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STEM Tuesday: The Human Microbiome and Birth

Did you ever think about birth and breast-feeding as part integral to health and wellness?

I can hear your thoughts and see your eyes rolling:

What? Do you think I’ve been living under a rock?

Today, I sharing a bit about newborns and the Human Microbiome.

Yes, I still so excited about this international project that I start talking about it like an enthused conspiracy theorist. Yes, I see the raised eyebrows. And no, I didn’t get to go to the conference, which is going on right now. Meh. Oh well, I would have traveled on Mother’s Day and miss a wonderful day with family.

I’m not a kook.  it’s a  real bona fide study by National Institute of Health (NIH) 

Okay, so to review a little: we all have our own little microbiome that helps define who we are. Microbiologists call that our micro flora; it’s like a bouquet of germs: we have 10 times as many microorganisms that define us than human cells; so far, scientists isolated bacteria everywhere except the brain.

 

Babies are pretty much free of bacteria while they grow inside the womb. Something called the blood/placental barrier protects babies from most diseases and noxious agents while Baby develops. When Baby squeezes out through the birth canal, she inhales and swallows some of the mother’s microbiome, and of course, her skin gets covered by it. In other words, mothers not only passes down her genes from generation to generation, they pass down microbes to their offspring as well.

“We pass onto our kids, between us and their dad, about 23,000 or so genes. But these microbes infuse in about 4,000,000 genes. So we think about the scale in what makes our kids, you know, somewhat like us but so incredibly different, it has to do with probably these interactions between our DNA, our what we call epigenome, where the programmable portion of our DNA [is], and then our microbiome, and how these all fit together is going to be really, really interesting over time to learn more about.” Dr. Kjersti Aagaard of Baylor College of Medicine in Houston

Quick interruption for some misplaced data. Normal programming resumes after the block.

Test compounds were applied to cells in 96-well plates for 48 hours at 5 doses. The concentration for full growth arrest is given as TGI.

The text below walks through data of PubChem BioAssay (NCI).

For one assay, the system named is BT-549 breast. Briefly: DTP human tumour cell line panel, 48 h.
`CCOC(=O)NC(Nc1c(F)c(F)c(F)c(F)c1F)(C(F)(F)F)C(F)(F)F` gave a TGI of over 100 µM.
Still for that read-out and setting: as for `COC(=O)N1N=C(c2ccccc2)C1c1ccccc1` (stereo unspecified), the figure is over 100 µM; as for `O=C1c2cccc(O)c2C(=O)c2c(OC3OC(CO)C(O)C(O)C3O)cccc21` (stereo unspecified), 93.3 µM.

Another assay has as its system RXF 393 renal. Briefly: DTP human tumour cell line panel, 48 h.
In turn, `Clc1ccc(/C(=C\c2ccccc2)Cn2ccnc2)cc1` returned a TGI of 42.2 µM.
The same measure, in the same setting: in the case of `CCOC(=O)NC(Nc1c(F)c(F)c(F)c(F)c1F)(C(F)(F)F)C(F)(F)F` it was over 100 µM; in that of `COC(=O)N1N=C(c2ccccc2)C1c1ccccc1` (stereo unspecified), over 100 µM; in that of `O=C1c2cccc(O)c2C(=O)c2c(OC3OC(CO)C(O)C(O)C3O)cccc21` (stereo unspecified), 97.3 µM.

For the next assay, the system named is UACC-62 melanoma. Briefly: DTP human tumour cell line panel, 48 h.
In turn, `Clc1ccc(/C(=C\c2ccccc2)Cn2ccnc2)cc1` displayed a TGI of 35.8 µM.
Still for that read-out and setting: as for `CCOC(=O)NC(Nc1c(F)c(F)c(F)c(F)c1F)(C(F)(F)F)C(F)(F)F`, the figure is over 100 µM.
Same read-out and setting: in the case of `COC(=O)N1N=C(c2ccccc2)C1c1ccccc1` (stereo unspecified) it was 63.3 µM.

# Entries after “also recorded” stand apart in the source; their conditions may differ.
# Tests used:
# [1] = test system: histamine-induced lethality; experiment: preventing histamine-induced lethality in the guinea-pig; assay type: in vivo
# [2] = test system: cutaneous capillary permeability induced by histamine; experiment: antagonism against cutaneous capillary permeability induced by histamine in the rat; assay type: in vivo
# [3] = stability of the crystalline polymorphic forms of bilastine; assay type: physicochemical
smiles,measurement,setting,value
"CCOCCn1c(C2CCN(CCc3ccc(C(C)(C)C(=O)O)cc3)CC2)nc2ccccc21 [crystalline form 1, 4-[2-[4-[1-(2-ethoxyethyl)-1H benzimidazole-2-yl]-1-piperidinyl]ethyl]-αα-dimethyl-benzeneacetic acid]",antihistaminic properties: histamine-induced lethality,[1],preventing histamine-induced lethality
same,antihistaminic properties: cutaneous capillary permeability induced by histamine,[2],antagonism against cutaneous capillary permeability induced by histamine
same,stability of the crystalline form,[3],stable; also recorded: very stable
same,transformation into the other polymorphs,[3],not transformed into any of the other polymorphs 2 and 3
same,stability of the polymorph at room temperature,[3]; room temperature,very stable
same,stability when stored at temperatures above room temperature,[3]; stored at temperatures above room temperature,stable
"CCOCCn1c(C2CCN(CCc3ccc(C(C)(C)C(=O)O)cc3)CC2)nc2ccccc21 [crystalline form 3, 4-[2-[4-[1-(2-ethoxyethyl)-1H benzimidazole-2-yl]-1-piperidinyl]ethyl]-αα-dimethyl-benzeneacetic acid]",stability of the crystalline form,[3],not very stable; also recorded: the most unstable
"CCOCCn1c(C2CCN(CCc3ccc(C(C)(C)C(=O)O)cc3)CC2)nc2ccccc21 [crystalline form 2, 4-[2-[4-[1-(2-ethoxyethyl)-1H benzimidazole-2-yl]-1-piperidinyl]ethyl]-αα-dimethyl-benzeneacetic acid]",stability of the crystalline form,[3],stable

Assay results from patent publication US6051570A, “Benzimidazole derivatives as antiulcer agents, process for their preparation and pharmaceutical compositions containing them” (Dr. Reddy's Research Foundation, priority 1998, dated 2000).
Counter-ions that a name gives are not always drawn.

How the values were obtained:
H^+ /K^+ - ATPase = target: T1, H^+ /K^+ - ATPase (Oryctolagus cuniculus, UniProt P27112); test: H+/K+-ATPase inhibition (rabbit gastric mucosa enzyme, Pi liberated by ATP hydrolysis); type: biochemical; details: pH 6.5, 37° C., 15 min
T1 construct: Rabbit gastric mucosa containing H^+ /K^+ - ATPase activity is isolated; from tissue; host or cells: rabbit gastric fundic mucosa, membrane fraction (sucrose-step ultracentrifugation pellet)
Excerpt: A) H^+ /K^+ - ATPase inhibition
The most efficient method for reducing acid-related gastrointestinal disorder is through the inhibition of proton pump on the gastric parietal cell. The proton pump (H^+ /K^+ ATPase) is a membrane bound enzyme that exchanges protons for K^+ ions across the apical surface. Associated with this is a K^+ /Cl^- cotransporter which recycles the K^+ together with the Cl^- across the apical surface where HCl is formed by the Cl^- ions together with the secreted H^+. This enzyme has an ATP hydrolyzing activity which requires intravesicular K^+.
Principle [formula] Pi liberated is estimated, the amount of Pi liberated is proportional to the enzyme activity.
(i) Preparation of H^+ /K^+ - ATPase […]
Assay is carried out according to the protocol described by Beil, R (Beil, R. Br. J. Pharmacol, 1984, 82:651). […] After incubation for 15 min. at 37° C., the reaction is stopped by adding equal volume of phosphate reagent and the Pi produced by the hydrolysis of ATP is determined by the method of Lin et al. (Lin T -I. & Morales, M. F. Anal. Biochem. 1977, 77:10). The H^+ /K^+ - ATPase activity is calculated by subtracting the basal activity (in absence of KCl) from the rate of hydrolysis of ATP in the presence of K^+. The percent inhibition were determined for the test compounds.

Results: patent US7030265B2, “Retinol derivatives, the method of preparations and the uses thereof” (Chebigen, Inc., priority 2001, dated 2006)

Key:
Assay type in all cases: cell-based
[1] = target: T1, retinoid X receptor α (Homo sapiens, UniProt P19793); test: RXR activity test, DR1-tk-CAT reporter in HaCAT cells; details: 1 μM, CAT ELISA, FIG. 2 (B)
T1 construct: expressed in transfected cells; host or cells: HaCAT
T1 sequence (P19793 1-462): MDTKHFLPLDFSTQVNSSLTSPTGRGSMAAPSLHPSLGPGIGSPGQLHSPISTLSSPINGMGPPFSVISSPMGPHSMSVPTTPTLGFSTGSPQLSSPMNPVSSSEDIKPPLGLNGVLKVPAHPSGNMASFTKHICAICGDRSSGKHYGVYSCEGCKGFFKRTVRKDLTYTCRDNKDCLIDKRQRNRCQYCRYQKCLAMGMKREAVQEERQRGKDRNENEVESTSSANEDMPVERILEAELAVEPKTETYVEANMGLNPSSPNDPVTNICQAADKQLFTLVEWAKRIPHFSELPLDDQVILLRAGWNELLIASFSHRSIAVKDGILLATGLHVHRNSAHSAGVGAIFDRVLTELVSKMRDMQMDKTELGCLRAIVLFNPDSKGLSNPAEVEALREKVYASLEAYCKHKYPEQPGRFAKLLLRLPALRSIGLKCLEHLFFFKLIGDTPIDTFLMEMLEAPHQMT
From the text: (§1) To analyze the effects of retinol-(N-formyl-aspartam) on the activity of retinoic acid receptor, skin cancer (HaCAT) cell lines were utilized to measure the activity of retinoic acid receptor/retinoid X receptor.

Shortly after birth, babies born vaginally have the same microbiome as their mother’s vagina (and placenta) everywhere: their skin, their GI tract, in their mouths. Babies born by C-section have very different microbiomes. C-Babes’ microfloras are made up of mostly skin microbes, and not necessarily the mother’s.

Some experts believe C-Babes should be “seeded” with Mom’s microflora, just to get a leg-up on establishing a healthy microflora.

Why is this important? Our little bouquet of germs help us digest the food in our diet, impact our immunity and even help determine hormonal responses.

Baby’s mouth to Mother’s breast takes in beneficial lactobacillus for mother’s skin, which helps Baby digest milk. Another study at Cincinnati’s Children Hospital iindicates that there’s a reason babies get sick so often their first year of life. It’s possible their immune system is suppressed to give beneficial microbes a chance to get well established. That’s another good reason to breast feed, since Mom passes antibody’s on to Baby, which may help her set up just the right bouquet to provide a healthy microflora.

Have you ever seen a Mom pop a pacifier in her mouth after Baby drops it on the floor. Yuck. Right? Maybe not.

A recent study in Sweden showed that parents who clean  pacifiers with their own saliva have babies less likely to get asthma or eczema.

Eventually Baby develops her own unique microflora with different bouquets in the creases of the neck, in the armpits, in the mouth, behind the knee….. you get the picture, I’m sure. Each of us has a microflora as unique as our fingerprints.

We are getting to know more about our microbiomes every day.  Although there’s still a lot to learn, many scientists agree that the key to good health is maintaining a healthy bouquet of beneficial bacteria.

That could almost be me.
That could almost be me.

 

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